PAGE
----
Over the last 5 years, certain parts of the United States have either witnessed an expansion of legalized gambling, or have witnessed an attempt to expand the scope of legalized gambling. For most people, when they hear this they first think of places like Connecticut and Massachusetts, both of which are attempting to get their brick and mortar casino industries up and running. Another state that often flies under the radar is New York.
To the surprise of many, there is not the biggest of gambling industries in the Empire State. With New York City and all the visitors it brings in on an annual basis, you would think that if New York were to begin building casinos, it would start there. The reality of the matter, however, is that upstate New York is the region that is really seeing a casino boom. In recent days, a newly-elected official from Utica made it clear that he would like to see the state’s next casino built in downtown Utica.
To provide some context, upstate New York, unlike parts of New Hampshire and Connecticut, has been extremely open to the idea of legalized gambling. Though New York City may rake in a larger number of annual visitors, the natural beauty of upstate New York sees it have a booming tourism industry of its own. As such, it makes sense that local governments would attempt to squeeze more money out of these tourists by building resort casinos, much like Pennsylvania has.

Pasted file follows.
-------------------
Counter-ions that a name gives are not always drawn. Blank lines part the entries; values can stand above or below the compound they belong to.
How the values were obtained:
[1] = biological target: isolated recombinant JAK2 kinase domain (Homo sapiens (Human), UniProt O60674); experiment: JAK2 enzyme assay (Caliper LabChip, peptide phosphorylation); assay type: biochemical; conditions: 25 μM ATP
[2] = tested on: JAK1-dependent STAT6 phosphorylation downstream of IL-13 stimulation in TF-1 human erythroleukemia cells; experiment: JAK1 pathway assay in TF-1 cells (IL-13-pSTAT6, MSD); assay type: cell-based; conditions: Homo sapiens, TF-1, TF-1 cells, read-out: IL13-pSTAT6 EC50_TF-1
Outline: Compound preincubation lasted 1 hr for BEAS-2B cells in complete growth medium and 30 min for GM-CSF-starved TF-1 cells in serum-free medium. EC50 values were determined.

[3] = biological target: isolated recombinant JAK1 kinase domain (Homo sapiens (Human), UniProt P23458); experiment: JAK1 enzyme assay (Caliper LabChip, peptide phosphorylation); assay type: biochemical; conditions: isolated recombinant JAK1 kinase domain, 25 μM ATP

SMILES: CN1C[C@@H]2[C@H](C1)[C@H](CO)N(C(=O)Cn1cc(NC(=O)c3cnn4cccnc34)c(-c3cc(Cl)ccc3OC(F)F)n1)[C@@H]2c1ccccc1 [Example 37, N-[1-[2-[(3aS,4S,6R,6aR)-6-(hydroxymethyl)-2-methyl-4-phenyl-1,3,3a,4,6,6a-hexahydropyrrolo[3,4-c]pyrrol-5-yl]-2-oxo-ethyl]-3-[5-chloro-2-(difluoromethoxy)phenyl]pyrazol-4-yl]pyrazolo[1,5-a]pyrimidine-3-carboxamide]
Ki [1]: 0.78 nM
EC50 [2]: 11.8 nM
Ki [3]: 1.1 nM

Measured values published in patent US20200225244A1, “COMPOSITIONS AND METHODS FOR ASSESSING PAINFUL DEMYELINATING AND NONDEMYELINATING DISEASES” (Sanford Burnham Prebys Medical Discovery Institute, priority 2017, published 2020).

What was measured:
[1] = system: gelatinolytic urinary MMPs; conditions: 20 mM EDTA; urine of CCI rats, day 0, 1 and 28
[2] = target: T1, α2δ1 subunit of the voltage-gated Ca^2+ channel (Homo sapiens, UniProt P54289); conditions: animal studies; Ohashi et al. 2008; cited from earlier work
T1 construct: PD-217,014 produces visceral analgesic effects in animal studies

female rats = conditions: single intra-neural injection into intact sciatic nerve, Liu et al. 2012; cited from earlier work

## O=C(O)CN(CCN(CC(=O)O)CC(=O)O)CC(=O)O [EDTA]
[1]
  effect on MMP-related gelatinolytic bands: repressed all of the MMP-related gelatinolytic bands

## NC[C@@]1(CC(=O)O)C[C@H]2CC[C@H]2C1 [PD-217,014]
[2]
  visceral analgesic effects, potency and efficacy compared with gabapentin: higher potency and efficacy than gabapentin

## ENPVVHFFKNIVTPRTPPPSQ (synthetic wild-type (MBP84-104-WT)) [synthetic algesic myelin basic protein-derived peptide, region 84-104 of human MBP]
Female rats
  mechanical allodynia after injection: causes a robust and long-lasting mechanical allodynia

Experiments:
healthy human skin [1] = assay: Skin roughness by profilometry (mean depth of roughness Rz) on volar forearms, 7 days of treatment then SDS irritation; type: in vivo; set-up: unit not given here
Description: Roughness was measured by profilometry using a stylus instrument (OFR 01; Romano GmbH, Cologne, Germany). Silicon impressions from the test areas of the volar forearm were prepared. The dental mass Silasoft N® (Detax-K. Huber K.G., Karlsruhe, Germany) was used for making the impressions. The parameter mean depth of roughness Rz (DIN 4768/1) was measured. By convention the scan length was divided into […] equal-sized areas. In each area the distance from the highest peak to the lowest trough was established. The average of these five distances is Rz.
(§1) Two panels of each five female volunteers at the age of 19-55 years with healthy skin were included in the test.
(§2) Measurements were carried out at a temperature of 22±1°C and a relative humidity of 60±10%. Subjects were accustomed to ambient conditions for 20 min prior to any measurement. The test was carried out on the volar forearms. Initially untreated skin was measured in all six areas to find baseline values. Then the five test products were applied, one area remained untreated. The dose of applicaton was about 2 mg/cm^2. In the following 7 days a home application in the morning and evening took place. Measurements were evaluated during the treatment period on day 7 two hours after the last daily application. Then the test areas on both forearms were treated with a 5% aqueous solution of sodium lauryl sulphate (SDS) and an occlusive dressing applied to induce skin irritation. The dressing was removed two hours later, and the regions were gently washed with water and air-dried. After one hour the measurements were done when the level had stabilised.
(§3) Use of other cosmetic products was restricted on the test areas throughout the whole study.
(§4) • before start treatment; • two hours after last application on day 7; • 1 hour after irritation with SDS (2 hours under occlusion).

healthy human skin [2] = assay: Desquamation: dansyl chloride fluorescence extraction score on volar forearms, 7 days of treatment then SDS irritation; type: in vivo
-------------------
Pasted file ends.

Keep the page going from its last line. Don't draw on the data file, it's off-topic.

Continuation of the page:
Oneida County New York, where Utica is located, is where the state’s next casino just might be located. Newly-elected county executive Anthony Picente Jr. recently told a local newspaper that he plans on approaching the Oneida Indian Nation about jumping on board a downtown Utica casino project.
He said, “My point to that is, if (the Oneidas) are going to build in this region, why not help select where they build so we can maximize the revenues?”
If built, a Utica casino would be located within 100 miles of another recently-opened casino—Rivers Casino, located in Schenectady. Citing the decent performance of Rivers, proponents of the Utica site feel as though a new casino is a great way to capitalize on tourism dollars. As it stands right now, any downtown Utica casino is nothing more than a nice idea. There have been almost no steps taken to actually make this happen. Despite this, what we do know is that upstate New York, at seemingly every turn, is making it very clear that they would like to bring legalized gambling to the area. We will follow this story and any other developments regarding the upstate New York casino industry.